Start by finding a place for your altar—a small end table, a shelf, or even a windowsill can serve as an altar space. If you have a fireplace mantle, that is a special place to honor her. In ancient Slavic countries, the hearth was seen as a place to connect to ancestors and spirits, and she has legendary connections to the old Slavic wood stoves. If you want to be very traditional, you could set up a shelf on the wall in the eastern corner of your home to serve as an altar. This corner shelf altar, called a pokut', has long been a place to honor spirits, deities, saints, and ancestors since pre-Christian times. It was traditionally set above the dining table to invite the spirits to our meals and show them hospitality.

Wherever and however you set up your altar, make sure that it is a space solely dedicated to your spiritual work. In other words, don’'t use your bedside nightstand with your phone, coffee, and books on it as an altar as well.

Setting Up Your Baba Yaga Altar
In setting up your altar, leaving the surface as-is can be fine. Just freshen it up by dusting it and removing anything not related to your altar set-up. If you want to show more respect, however, you can put a cloth on the altar. Place a tablecloth, scarf, or shawl in colors such as red, black, or green over the altar. Red represents fire and life force, black signifies the rich black earth that she is so deeply connected to, and green stands for her home in the woods. If you really want to pull out all the stops, you can create special cloths with talismanic embroidery called rushnyky, as I teach you how to do in my book, and place one on the altar and drape another on the wall above like a small tent.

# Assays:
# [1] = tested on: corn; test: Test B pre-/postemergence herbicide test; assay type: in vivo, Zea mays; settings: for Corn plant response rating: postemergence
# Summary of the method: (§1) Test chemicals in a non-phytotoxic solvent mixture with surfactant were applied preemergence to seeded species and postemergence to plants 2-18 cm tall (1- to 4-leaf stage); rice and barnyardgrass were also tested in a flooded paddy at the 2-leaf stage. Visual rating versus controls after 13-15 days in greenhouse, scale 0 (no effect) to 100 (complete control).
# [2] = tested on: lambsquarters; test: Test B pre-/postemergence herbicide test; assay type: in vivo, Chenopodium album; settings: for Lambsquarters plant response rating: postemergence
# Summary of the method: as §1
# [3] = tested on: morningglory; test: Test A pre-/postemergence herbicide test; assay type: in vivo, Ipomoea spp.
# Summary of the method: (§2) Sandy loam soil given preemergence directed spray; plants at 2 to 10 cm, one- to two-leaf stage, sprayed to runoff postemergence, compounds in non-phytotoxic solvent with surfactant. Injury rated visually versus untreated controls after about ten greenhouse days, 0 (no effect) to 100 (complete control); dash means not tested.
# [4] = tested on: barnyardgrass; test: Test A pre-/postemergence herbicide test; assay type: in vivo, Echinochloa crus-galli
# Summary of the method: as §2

Once you have placed the cloth on the altar, you are ready to add an image or symbol of Baba Yaga. You can find an image online, print it out, and frame it. Alternatively, you can purchase a figurine or, if you're crafty, make one. There are lots of images of Baba Yaga out there and some of them can be downright terrifying. Do you really want to buy into that bad propaganda? My recommendation is to find a crone image that appeals to you, not one that is going to give you nightmares.